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Nothing to be Proud of: Cancel Your Awards Ceremony

More than 53,600 people have now signed SHAC’s petition calling on organisers to cancel the housing executive’s annual extravaganza.

Click here to sign

In September, once we approached 50,000 signatories, we wrote to Pete Apps, Editor in Chief at Inside Housing, and Gavin Smart, Chief Executive of the Chartered Institute of Housing, the two organisers of the event. Gavin wrote back explaining the CIH’s position and Martin Hilditch responded on behalf of Inside Housing. The full correspondence can be read here.

The annual UK Housing Awards ceremony is a lavish self-congratulatory event for the executives of housing associations and council housing departments, and is due to take place on the 25th November in Manchester.

This year, the event will be held against a backdrop of the deepest cost-of-living crisis in 40 years.

Attendees will pay anything between £370 and £2,700 to attend, and will be treated to a lavish dinner, wine, and entertainment.

The Social Housing Action Campaign (SHAC) is calling on organisers Inside Housing and the Chartered Institute of Housing to cancel the awards ceremony.

We have begun a petition calling on the organisers to cancel the event.

Sign the Petition

Among the nominees is Hyde, the housing association most frequently reported to SHAC for service charge abuse. It regularly charges for services that are extortionate, non-existent, or not delivered, and fails to act when inaccuracies are highlighted.

L&Q is also nominated. It has a severe problem with the quality of its housing stock. It was named and shamed by ITV Housing Stories for subjecting tenants to prolonged, appalling housing conditions. Tenants and residents organised by SHAC have been forced to withhold service charge payments just to get heard by their landlord. Their presence amongst the nominees would be a surprise, except that L&Q’s Executive Group Director of Finance is one of the judges.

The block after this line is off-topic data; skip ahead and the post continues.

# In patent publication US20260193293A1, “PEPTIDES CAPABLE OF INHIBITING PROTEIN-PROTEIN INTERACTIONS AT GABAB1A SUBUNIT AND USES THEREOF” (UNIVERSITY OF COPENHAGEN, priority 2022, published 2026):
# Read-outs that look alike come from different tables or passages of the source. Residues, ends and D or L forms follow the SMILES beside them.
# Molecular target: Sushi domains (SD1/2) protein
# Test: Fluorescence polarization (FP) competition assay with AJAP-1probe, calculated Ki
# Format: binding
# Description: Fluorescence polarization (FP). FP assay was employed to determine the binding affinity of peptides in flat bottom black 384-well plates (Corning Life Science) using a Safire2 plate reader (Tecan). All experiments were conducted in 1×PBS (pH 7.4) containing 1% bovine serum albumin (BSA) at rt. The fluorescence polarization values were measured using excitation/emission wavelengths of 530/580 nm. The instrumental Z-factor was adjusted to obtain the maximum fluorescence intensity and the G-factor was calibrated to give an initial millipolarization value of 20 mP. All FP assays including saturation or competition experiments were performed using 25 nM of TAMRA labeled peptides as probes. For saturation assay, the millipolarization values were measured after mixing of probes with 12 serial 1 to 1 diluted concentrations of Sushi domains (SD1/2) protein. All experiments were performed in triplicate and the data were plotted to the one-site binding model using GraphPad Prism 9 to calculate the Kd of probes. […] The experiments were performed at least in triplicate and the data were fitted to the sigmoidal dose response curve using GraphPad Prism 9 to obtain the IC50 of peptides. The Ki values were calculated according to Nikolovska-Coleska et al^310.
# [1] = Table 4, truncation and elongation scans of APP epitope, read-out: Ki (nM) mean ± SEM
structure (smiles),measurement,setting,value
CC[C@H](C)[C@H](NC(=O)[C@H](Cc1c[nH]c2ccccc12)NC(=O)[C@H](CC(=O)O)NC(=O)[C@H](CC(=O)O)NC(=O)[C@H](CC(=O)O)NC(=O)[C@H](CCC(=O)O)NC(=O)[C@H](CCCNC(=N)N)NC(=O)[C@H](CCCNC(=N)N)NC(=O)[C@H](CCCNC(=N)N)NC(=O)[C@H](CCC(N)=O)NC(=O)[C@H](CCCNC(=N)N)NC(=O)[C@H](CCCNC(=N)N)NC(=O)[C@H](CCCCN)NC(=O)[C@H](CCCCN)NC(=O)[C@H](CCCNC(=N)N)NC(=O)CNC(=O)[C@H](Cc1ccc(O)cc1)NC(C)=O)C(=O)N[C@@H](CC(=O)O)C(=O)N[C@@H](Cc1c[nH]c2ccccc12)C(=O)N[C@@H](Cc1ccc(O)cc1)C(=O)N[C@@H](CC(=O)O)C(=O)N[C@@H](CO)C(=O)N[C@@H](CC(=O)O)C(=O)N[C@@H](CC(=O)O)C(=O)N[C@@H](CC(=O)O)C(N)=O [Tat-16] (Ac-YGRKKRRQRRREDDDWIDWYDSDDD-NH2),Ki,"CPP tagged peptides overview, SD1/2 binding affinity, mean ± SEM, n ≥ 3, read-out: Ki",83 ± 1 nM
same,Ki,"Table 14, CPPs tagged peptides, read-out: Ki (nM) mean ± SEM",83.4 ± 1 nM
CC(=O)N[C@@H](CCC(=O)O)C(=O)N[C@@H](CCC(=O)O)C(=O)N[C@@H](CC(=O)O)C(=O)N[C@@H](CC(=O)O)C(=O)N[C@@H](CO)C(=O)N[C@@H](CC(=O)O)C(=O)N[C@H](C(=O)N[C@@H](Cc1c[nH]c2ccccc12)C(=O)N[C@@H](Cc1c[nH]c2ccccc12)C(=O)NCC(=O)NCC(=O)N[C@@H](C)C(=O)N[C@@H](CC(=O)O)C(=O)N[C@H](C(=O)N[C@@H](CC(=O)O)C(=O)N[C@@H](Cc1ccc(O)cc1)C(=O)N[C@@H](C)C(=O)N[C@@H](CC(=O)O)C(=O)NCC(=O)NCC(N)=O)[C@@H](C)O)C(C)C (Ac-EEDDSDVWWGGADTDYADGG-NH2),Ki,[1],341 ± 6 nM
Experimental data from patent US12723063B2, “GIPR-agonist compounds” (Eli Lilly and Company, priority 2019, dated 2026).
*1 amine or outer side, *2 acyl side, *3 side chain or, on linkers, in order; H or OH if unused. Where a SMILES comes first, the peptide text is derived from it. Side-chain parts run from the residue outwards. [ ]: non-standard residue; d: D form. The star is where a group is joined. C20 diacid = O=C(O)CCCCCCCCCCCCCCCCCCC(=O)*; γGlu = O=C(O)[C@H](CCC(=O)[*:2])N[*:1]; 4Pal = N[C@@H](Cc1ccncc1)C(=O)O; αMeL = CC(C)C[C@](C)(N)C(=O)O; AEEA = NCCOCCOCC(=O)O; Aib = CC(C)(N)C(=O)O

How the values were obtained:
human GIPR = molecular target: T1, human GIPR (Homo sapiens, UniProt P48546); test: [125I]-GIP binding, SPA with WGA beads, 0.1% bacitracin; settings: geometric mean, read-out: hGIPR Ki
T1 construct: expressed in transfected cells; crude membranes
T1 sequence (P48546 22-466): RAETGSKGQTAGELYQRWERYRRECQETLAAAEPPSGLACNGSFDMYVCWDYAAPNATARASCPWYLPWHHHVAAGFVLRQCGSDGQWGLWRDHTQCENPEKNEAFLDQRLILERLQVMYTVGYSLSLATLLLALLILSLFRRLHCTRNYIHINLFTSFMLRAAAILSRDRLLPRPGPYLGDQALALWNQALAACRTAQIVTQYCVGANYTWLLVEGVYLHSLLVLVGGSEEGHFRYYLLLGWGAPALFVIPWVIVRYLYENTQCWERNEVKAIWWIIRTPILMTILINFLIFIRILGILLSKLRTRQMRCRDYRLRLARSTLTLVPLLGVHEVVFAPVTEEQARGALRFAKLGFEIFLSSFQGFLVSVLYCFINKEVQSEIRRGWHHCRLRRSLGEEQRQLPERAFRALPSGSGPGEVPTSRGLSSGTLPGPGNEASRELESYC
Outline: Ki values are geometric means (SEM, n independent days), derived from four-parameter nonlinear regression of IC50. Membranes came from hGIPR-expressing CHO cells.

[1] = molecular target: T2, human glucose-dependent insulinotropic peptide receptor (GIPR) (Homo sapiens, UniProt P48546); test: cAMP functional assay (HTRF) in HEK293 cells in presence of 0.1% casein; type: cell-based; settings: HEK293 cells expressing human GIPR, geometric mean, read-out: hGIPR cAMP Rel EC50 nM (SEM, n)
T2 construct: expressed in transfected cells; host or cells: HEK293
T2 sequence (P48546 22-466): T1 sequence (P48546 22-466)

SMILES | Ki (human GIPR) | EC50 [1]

Both L&Q and Clarion were named and shamed on ITV Housing Stories

Add scandal-prone Clarion. The UK’s biggest housing association that has been out of action for more than two months, claiming it is unable to provide access to services because of a cyber attack. It also received three ‘Severe Maladministration’ judgements from the Housing Ombudsman in as many months, and featured in ITV Housing Stories for a decade-long, deliberate, managed decline of the Eastfields estate.

So what have housing associations, holding £4 billion in reserves, done over the last year to support struggling tenants and residents?

They have not eliminated homelessness. Since 2010, the rough sleeping figure has increased by 52%. According to government, 2688 people are estimated to be sleeping rough on a single night.

They have not increased the number of homes at social rents. The number of council and housing association homes being let at social rent fell by 210,000 between 2012 and 2020, according to the Chartered Institute of Housing – one of the hosts for this event.

They have not eased overcrowding. Shelter reports that at least 1.5 million people are living in overcrowded social homes today – an increase of more than 40% in just five years.

They have not helped people keep warm and safe. Last year, the number of people living in unsafe and poorly heated homes rose sharply. Over 1.2 million people living in the countryside couldn’t keep their homes warm during winter. Around 7.5 million people living in cities struggle with toxic mould, damp and condensation. These statistics will only worsen with the rocketing cost of heating.

They have not ended the cladding scandal. Unsafe cladding continues to blight lives and put people in danger. Inside Housing, another co-host of the UKHA event, estimates that in England alone, around 274,000 high-rise flats, and housing up to 657,000 people, remain affected by unsafe cladding.

They are not supporting people in housing crisis, they are evicting them. In 2019, there were 30,813 evictions by county court in England and Wales, and housing associations were more likely than councils and private landlords to evict through the courts.  As more people fall into rent arrears, eviction will be the penalty that too many people pay for being unable to afford their home through no fault of their own.

No Reason to Self-Congratulate

There is no reason for housing associations to self-congratulate, and the financial struggles that people are facing give plenty of reasons to cancel this extravaganza. The money spent on this event would be far better targeted towards helping social housing tenants and residents in desperate need of safe, secure, affordable housing.

Background Articles

13 September 2022

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